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The Angel of the Gap: the man who saved more than 160 people from suicide

For nearly five decades he gazed out of his Sydney home overlooking the Pacific Ocean, inspired by one of Australia’s most picturesque views. But it was not just a love for the sea that drew him to the dramatic panorama.

Don Ritchie’s window-watching had a far greater purpose. Since l964 he has saved at least 160 lives, though some say the true figure is much higher. Mr Ritchie, who died this week at the age of 86, was known as the Angel of the Gap, a title earned for persuading people not to throw themselves off the notorious Australian suicide spot.

Source: Internet

Like Beachy Head on the Sussex coast, the sheer cliffs at the mouth of Sydney harbour have long acted as a magnet to those who have lost all hope. But thanks to his calm voice and sympathetic manner, Mr Ritchie offered a helping hand to the desperate by engaging them in conversation on the cliff-top in their hour of need.

A modest man who did not court celebrity or praise, Mr Ritchie would spot would-be suicides from his home and slowly walk across the road to them. At the cliff edge, he would simply smile and ask them, “Can I help you in some way?” More often than not the quiet approach worked, though on some occasions he risked his own life by physically restraining the more determined from making their final leap.

Afterwards, he would invite them back to his home for a cup of tea and a chat and occasionally they would return years later to thank him for saving their life. One survivor gave him a painting of an angel with the rays of the sun and the simple message: “An angel who walks amongst us.”

“My ambition has always been to just get them away from the edge, to buy them time, to give them the opportunity to reflect and give them the chance to realise that things might look better the next morning,” he once confided.

“You just can’t sit there and watch them,” he added. “You’ve got to try and save them.”

Mr Ritchie’s daughter, Sue, said her father enjoyed his ocean view, but was equally determined to watch out for troubled souls. He once said an offer of help “was all that was needed to turn people around and he would say not to underestimate the power of a kind word and a smile,” she told the Sydney Morning Herald.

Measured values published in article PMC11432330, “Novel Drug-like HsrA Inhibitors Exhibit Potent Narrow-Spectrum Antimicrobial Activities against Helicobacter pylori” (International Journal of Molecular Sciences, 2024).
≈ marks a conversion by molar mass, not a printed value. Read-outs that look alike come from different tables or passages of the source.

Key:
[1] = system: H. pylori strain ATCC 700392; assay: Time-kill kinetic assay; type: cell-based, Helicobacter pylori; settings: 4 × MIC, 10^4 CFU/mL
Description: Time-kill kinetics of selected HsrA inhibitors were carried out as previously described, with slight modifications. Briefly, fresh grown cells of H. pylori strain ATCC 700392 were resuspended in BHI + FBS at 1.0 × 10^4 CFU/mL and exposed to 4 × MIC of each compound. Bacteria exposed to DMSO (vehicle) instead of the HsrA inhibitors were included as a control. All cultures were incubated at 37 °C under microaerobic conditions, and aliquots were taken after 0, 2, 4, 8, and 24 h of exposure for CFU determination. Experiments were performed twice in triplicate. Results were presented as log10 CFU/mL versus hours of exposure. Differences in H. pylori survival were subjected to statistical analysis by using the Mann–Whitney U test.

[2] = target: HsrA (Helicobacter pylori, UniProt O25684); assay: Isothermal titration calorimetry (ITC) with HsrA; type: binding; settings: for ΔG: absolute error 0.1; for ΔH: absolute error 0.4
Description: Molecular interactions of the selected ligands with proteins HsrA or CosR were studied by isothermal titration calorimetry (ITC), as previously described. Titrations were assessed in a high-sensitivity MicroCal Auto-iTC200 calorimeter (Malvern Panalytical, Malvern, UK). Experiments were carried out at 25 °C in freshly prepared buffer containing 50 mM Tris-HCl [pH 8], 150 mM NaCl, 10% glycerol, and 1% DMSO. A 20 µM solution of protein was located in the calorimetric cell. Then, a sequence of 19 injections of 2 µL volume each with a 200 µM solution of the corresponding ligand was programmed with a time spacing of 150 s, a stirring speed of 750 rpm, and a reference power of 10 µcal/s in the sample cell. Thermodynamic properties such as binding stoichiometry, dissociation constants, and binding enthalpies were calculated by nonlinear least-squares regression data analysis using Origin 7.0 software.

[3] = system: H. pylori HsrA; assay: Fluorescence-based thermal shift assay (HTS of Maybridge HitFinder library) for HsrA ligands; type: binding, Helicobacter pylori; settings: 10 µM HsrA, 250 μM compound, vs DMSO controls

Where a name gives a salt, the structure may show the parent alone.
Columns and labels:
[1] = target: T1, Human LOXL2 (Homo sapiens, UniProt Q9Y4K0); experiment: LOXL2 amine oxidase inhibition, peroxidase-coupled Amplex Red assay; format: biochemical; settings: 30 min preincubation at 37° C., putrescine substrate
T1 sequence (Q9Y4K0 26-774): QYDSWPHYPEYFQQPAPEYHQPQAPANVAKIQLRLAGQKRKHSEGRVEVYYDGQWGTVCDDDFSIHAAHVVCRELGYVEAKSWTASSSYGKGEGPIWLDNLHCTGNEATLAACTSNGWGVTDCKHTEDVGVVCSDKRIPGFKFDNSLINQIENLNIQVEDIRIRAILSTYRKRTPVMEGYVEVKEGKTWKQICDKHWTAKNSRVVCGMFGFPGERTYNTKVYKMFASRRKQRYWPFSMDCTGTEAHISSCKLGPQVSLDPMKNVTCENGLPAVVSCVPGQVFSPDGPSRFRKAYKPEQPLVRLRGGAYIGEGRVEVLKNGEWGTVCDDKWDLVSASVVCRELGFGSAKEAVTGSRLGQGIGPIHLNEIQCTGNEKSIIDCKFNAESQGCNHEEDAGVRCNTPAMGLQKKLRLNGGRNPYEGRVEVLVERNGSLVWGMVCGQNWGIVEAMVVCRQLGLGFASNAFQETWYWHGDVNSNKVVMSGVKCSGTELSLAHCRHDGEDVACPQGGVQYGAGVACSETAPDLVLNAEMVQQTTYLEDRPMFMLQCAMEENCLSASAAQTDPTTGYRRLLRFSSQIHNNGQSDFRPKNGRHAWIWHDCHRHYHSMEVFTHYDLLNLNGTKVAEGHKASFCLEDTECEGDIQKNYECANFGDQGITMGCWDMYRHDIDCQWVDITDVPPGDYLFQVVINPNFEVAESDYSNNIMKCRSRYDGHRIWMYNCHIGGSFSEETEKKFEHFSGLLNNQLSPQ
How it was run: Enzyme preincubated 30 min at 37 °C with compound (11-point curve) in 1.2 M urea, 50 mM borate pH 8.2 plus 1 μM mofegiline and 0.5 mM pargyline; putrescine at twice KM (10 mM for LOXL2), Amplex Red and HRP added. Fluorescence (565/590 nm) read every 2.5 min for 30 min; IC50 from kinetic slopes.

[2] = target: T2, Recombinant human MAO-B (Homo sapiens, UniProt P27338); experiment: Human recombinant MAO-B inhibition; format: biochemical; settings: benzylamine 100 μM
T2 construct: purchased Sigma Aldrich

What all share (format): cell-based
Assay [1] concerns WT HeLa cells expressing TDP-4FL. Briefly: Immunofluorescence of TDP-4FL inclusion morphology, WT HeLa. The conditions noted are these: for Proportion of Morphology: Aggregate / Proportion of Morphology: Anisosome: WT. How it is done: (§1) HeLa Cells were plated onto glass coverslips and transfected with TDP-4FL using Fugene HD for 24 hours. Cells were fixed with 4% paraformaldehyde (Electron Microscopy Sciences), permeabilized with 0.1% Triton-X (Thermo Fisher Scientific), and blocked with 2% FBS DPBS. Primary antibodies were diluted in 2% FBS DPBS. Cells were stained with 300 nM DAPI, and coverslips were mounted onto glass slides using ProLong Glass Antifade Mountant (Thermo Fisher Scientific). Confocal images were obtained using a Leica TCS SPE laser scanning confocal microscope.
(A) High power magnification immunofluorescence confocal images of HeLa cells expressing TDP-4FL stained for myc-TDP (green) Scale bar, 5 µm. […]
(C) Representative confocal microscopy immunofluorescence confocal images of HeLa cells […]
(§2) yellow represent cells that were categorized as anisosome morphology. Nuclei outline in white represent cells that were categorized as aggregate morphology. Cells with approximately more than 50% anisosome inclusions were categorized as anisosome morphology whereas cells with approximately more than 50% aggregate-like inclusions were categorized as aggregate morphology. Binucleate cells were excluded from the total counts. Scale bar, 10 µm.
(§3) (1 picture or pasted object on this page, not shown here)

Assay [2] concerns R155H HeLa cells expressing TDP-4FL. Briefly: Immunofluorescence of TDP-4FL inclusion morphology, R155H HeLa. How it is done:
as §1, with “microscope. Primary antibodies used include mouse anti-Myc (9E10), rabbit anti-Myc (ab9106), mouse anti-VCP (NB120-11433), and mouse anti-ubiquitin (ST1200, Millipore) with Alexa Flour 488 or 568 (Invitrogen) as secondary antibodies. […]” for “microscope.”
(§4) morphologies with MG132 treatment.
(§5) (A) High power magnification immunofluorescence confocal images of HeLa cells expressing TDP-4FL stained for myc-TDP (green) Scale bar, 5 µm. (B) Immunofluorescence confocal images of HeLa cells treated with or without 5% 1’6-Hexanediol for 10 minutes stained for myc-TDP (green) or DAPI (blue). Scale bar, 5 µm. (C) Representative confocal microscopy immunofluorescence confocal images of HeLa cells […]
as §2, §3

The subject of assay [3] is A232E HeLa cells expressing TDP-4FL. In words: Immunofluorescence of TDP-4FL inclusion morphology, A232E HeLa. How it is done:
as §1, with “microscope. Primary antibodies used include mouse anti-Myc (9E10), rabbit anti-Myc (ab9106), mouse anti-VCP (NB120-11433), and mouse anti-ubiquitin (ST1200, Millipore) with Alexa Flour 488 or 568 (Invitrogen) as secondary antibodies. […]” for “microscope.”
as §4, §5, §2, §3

He was “a great mixture of strength and compassion… an everyday person who did an extraordinary thing for many people that saved their lives, without any want of recognition,” she added.

Mr Ritchie was a seaman in the Royal Australian Navy during the Second World War and witnessed the Japanese surrender in Tokyo Bay in l945.

Back in Sydney he worked in the insurance industry. He would later tell friends of the people he had saved: “I was a salesman for most of my life and I sold them life.”

For the past five years, he looked out at the Pacific Ocean from his home in Sydney, inspired by one of Australia’s most beautiful scenery. But it was not just the love of the sea that attracted him to the dramatic panorama.

Don Ritchie’s purpose of looking at the window is much greater. Since 1964, he has saved at least 160 lives, although some say the true number is much higher. Mr. Rich passed away this week at the age of 86. He was called the “Gap Angel”, a title for persuading people not to leave the notorious Australian suicide site.

Like Beach Point on the Sussex coast, the steep cliffs of Sydney Harbour have long attracted those who have lost hope. But because of his calm voice and sympathetic attitude, Mr. Rich extended a helping hand to the desperate, letting them talk on the top of the cliff when they needed it.

Mr. Rich is a humble person who does not pursue celebrities or praise. He will find suicidal people in the family, and then slowly walk across the road to them. On the edge of the cliff, he would simply smile and ask them: “Is there anything I can help you?” Normally, the quiet method worked, although in some cases, he would risk his life by restricting his body. The more determined person makes the final jump.

Later, he would invite them back to his house for a cup of tea and chat, and occasionally they would come back a few years later to thank him for saving their lives. A survivor gave him a picture of an angel with the sun’s rays written on it and a simple message: “An angel walking among us.”

“I always wanted to take them away from the edge, buy time, give them a chance to reflect and give them a chance to realize that the next morning everything could look better,” he once admitted.

Source: Internet

“You just can’t sit and look at them,” he added. “You must try to save them.”

Mr.Ritchie’s daughter, Sue, said her dad loved the ocean view but was also determined to take care of troubled souls. He once said that offering help “is all it takes to turn people around for the better, and he said the power of a kind word and a smile should not be underestimated,” she told the Sydney Morning Herald.

He was “a great combination of strength and compassion … an ordinary person who did an extraordinary deed for many people, saving their lives without lacking recognition,” she added.

Mr Ritchie was a seaman in the Royal Australian Navy during the Second World War and witnessed the Japanese surrender in Tokyo Bay in l945.

Back in Sydney he worked in the insurance industry. He would later tell friends of the people he had saved: “I was a salesman for most of my life and I sold them life.”

 

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